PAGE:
In 2004, the Charlotte Bobcats became the 30th organization in the NBA. They are the newest of the 21st century expansion clubs.
While the Charlotte Bobcats history is short, it’s important to the North Carolina fan base, especially since they had lost their beloved Hornets to New Orleans two years prior to the Bobcats expansion into the National Basketball Association.
In 2009-10, the franchise won a team high 44 wins, good for fourth in the Southeast Division, and their first appearance in the NBA playoffs.
While the young team continued to show improvement under the legendary head coach Larry Brown, the off the court news really dominated the media, especially with the announcement that Michael Jordan would purchase the team from former owner, Robert L. Johnson, the founder of Black Entertainment Television (B.E.T.).
Charlotte Bobcats History: Early Day’s
When the Hornets bolted for New Orleans during the 2002-03 season, the league promised Charlotte leaders that the city would be granted an expansion franchise for the 2004-05 season. Several ownership groups, including one led by former Boston Celtics great Larry Bird, made bids for the team.
However, by December of 2002 the bid was awarded to B.E.T. founder Robert L. Johnson.
The news made several major media shows, as Johnson became one of the first prominent African-American owners in U.S. professional sports.
By June of 2003, the franchise was named the Bobcats over mascot runner-ups the “Flight” and “Dragons.” The mascot name was decided in a vote by fans in the city through The Charlotte Regional Sports Commission campaign to help raise excitement for the new organization. It did, bringing in over 1,200 suggestions.
The Bobcats currently play their home games at Time Warner Cable Arena in uptown Charlotte. Their NBA Development League team is the Maine Red Claws.
Charlotte Bobcats History: 2004-2006
The Bobcats held their expansion draft on June 22, 2004, and picked up such seasoned players as Predrag Drobnjak and talented youngsters such as Sacramento Kings forward Gerald Wallace. The Bobcats also traded with the Clippers in the 2004 NBA Draft in order to acquire Emeka Okafor whose was coming off an NCAA National Championship with Connecticut University.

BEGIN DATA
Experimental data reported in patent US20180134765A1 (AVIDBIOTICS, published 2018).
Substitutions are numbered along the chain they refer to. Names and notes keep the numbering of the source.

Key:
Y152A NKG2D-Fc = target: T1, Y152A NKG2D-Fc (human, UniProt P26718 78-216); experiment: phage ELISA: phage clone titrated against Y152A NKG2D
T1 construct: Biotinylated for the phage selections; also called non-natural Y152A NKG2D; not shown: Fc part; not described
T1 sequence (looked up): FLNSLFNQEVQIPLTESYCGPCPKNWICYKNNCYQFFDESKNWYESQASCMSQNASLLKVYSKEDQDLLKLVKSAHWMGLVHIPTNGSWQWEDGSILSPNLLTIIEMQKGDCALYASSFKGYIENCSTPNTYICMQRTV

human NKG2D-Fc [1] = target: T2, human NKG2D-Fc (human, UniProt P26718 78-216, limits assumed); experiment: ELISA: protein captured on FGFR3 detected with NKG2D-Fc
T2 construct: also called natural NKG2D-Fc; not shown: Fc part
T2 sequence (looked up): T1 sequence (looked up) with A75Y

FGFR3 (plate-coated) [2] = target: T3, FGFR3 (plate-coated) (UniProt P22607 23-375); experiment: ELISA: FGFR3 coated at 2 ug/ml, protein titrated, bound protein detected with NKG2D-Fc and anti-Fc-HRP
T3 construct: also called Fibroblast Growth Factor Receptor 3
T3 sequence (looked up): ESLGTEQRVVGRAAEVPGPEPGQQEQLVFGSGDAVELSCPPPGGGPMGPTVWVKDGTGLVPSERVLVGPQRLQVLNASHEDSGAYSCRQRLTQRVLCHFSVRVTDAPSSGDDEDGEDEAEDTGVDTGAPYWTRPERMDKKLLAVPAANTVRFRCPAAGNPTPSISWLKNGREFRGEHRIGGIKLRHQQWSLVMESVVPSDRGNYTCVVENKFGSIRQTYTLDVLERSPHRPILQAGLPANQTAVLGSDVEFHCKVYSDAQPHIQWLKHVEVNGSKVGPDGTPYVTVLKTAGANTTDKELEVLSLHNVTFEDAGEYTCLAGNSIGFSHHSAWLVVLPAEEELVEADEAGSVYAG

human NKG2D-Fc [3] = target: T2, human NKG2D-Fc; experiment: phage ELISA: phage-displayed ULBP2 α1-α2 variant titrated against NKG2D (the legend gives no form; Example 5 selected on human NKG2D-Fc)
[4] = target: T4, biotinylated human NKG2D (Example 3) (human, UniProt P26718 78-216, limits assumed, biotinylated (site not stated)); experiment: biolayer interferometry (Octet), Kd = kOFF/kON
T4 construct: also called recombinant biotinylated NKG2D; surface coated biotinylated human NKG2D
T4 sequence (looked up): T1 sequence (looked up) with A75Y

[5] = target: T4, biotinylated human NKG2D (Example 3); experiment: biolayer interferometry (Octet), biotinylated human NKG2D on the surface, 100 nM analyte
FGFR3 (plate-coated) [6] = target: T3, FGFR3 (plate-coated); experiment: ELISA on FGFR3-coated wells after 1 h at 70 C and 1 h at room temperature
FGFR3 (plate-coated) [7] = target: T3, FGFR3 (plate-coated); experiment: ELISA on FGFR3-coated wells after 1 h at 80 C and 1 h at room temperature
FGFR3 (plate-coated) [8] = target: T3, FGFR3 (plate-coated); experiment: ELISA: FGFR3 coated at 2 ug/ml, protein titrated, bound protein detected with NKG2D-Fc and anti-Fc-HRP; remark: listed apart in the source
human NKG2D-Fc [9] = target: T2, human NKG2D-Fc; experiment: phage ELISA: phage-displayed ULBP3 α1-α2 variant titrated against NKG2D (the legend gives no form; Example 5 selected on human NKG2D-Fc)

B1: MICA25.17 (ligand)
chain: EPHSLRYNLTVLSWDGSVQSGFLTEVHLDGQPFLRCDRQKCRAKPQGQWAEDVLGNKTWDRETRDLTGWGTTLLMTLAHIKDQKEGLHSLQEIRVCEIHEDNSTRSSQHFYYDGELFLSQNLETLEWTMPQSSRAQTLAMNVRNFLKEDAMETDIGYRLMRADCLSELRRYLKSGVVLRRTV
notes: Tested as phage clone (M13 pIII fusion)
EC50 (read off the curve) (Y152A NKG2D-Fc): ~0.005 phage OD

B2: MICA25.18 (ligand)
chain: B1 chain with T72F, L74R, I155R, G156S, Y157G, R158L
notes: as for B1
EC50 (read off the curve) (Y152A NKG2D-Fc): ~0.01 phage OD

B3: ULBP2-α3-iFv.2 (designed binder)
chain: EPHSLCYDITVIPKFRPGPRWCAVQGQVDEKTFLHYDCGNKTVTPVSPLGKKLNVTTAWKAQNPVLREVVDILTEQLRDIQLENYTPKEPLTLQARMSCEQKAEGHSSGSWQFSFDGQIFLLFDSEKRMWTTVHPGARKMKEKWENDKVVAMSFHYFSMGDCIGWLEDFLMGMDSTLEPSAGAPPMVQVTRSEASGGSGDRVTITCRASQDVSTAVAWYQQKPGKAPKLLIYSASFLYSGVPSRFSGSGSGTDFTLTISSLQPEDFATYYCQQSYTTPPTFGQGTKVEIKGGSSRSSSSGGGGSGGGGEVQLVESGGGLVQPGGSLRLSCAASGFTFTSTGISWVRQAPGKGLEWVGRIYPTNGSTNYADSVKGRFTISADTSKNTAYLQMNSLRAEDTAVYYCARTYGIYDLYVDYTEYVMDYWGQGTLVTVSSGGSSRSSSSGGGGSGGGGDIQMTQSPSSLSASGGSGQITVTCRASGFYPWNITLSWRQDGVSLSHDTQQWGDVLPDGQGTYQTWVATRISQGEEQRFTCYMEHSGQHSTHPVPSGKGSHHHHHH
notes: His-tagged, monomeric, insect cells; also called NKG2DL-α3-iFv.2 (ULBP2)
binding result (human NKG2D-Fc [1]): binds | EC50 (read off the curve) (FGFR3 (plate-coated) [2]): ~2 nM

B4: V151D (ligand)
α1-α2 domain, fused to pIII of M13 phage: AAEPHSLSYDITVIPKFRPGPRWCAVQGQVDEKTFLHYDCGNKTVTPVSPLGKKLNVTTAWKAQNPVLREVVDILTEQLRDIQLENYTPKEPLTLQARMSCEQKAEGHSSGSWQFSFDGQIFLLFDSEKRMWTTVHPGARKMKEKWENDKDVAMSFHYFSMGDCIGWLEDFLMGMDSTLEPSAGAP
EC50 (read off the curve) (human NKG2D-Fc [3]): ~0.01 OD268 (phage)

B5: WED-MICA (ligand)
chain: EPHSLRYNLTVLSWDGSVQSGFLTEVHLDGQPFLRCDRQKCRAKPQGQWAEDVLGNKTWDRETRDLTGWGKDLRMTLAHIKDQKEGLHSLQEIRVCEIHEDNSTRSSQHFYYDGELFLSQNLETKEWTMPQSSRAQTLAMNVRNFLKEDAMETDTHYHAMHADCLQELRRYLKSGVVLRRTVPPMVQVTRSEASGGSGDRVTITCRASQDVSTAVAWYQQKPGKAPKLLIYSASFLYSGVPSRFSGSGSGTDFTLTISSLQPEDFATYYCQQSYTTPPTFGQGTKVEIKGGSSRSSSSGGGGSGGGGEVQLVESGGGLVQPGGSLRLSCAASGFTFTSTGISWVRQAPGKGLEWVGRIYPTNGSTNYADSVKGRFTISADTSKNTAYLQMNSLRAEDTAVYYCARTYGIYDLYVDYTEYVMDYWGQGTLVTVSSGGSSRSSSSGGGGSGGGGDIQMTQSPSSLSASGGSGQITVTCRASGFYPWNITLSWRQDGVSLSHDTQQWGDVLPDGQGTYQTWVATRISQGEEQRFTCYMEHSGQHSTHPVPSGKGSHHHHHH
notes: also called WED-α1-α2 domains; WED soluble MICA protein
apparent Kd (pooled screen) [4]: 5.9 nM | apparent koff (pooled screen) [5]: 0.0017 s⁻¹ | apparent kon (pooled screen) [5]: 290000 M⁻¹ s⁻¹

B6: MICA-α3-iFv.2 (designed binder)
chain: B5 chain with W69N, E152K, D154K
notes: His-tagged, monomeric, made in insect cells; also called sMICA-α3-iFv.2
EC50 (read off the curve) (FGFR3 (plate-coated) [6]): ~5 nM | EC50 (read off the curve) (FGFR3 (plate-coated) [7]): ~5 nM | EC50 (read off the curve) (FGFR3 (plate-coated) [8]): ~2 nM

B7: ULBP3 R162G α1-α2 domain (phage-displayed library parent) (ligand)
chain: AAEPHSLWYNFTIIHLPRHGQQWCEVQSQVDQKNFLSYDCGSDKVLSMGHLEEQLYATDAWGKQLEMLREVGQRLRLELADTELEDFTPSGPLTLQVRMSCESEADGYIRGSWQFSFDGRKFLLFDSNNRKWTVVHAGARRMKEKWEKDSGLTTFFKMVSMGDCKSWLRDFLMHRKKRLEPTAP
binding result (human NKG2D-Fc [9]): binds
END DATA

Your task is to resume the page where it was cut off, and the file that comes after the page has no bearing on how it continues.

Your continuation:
The pick proved to be a wise one for the Bobcats, as Okafor went on to win the “NBA Rookie of the Year in 2005.” The Bobcats, however, would see very little other success in their first season, as they went 18-64 under the guidance of Bernie Bickerstaff.
In the offseason, the Bobcats drafted two North Carolina players: Raymond Felton and Sean May and proceeded to win eight more games (26-56) than in their inaugural year.
Although still in their infant years, the Bobcats have demonstrated rather sound judgment in the front office – aside from their disastrous third overall pick in the 2006 Draft.
Adam Morrison, a high scoring forward from Gonzaga, was a highly decorated collegiate player and appeared to be the right move for the Bobcats in 2006. Unfortunately, Morrison’s stint with the club was very short-lived and rather unproductive.
Charlotte Bobcats History: 2007-2008
The Bobcats once again improved upon their record from the previous two seasons, finishing the 2006–07 season with a 33–49 record.
On March 13, 2007, Jordan (then The President of Basketball Operations) announced that head coach Bernie Bickerstaff, who had guided the team for its first three seasons, would not return to coach the 2007–08 season.
Highly acclaimed coaches like Stan Van Gundy, Paul Silas, Herb Williams, and Mike Fratello were all interviewed for the position, yet the job would later go to undiscovered Sam Vincent, a former assistant with the Dallas Mavericks.
Despite the excitement heading into the 2007-08 season, Charlotte finished with a disappointing 32–50 record. The team, which felt confident the season would end with its first playoff berth, struggled amid rumors of players clashing with the coach. Consequently, Vincent was fired in April of 2008 and replaced by the legendary Larry Brown.
Charlotte Bobcats History: 2009-Present
The “Brown Era” in Charlotte has since been successful. Larry Brown has long been regarded as a rebuilding mastermind, and this job thus far with the Bobcats has not suggested otherwise.
The Bobcats nearly reached the franchise’s first playoff berth during the 2008–09 season, finishing just four games out of eighth place spot with a then team record 35 wins.
The Charlotte Bobcats finished the 2009-2010 season with an overall record of 44-38, setting a record for wins in a season (44) and obtained their first ever playoff seed. Unfortunately, the Bobcats were quickly swept by the Orlando Magic in four games.